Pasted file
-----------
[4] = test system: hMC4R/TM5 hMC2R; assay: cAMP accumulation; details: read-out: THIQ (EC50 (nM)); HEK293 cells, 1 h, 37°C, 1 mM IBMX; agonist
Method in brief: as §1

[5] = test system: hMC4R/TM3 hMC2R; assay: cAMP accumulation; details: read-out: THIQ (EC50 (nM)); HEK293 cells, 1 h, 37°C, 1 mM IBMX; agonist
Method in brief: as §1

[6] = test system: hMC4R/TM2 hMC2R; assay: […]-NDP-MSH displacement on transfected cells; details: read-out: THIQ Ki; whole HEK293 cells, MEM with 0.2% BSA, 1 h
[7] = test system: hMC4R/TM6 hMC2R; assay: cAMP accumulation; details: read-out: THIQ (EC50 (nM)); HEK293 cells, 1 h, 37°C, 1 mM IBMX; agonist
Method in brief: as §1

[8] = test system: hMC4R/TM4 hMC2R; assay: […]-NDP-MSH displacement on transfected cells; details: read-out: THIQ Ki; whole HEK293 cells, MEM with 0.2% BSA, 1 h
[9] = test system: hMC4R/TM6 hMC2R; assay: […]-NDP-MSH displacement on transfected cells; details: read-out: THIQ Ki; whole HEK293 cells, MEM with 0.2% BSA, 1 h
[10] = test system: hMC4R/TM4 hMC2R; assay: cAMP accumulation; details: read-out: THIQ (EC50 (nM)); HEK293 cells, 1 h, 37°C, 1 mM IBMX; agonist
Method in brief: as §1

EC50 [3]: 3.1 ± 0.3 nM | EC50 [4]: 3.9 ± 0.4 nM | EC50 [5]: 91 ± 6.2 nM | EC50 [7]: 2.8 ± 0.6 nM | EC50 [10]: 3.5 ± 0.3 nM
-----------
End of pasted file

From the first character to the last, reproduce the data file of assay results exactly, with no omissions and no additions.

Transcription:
[4] = test system: hMC4R/TM5 hMC2R; assay: cAMP accumulation; details: read-out: THIQ (EC50 (nM)); HEK293 cells, 1 h, 37°C, 1 mM IBMX; agonist
Method in brief: as §1

[5] = test system: hMC4R/TM3 hMC2R; assay: cAMP accumulation; details: read-out: THIQ (EC50 (nM)); HEK293 cells, 1 h, 37°C, 1 mM IBMX; agonist
Method in brief: as §1

[6] = test system: hMC4R/TM2 hMC2R; assay: […]-NDP-MSH displacement on transfected cells; details: read-out: THIQ Ki; whole HEK293 cells, MEM with 0.2% BSA, 1 h
[7] = test system: hMC4R/TM6 hMC2R; assay: cAMP accumulation; details: read-out: THIQ (EC50 (nM)); HEK293 cells, 1 h, 37°C, 1 mM IBMX; agonist
Method in brief: as §1

[8] = test system: hMC4R/TM4 hMC2R; assay: […]-NDP-MSH displacement on transfected cells; details: read-out: THIQ Ki; whole HEK293 cells, MEM with 0.2% BSA, 1 h
[9] = test system: hMC4R/TM6 hMC2R; assay: […]-NDP-MSH displacement on transfected cells; details: read-out: THIQ Ki; whole HEK293 cells, MEM with 0.2% BSA, 1 h
[10] = test system: hMC4R/TM4 hMC2R; assay: cAMP accumulation; details: read-out: THIQ (EC50 (nM)); HEK293 cells, 1 h, 37°C, 1 mM IBMX; agonist
Method in brief: as §1

EC50 [3]: 3.1 ± 0.3 nM | EC50 [4]: 3.9 ± 0.4 nM | EC50 [5]: 91 ± 6.2 nM | EC50 [7]: 2.8 ± 0.6 nM | EC50 [10]: 3.5 ± 0.3 nM